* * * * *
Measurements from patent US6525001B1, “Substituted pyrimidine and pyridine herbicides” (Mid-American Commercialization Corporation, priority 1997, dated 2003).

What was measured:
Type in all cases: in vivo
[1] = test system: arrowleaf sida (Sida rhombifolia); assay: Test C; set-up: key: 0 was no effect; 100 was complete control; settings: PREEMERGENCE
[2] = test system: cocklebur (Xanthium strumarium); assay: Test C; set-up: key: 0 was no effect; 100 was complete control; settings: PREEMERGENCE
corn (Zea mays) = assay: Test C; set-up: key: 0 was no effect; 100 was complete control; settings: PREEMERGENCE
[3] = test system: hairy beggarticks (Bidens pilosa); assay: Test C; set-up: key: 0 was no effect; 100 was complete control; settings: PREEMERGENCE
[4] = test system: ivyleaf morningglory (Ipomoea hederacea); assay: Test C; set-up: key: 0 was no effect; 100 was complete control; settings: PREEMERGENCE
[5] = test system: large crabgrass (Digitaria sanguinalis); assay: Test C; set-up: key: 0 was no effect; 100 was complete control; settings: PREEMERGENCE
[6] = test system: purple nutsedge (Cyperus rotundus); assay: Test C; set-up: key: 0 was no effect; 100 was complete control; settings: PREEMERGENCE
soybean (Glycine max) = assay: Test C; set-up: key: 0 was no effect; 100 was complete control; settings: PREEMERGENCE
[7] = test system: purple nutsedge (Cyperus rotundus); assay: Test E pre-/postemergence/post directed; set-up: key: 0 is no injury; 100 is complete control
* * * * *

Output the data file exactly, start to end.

Measurements from patent US6525001B1, “Substituted pyrimidine and pyridine herbicides” (Mid-American Commercialization Corporation, priority 1997, dated 2003).

What was measured:
Type in all cases: in vivo
[1] = test system: arrowleaf sida (Sida rhombifolia); assay: Test C; set-up: key: 0 was no effect; 100 was complete control; settings: PREEMERGENCE
[2] = test system: cocklebur (Xanthium strumarium); assay: Test C; set-up: key: 0 was no effect; 100 was complete control; settings: PREEMERGENCE
corn (Zea mays) = assay: Test C; set-up: key: 0 was no effect; 100 was complete control; settings: PREEMERGENCE
[3] = test system: hairy beggarticks (Bidens pilosa); assay: Test C; set-up: key: 0 was no effect; 100 was complete control; settings: PREEMERGENCE
[4] = test system: ivyleaf morningglory (Ipomoea hederacea); assay: Test C; set-up: key: 0 was no effect; 100 was complete control; settings: PREEMERGENCE
[5] = test system: large crabgrass (Digitaria sanguinalis); assay: Test C; set-up: key: 0 was no effect; 100 was complete control; settings: PREEMERGENCE
[6] = test system: purple nutsedge (Cyperus rotundus); assay: Test C; set-up: key: 0 was no effect; 100 was complete control; settings: PREEMERGENCE
soybean (Glycine max) = assay: Test C; set-up: key: 0 was no effect; 100 was complete control; settings: PREEMERGENCE
[7] = test system: purple nutsedge (Cyperus rotundus); assay: Test E pre-/postemergence/post directed; set-up: key: 0 is no injury; 100 is complete control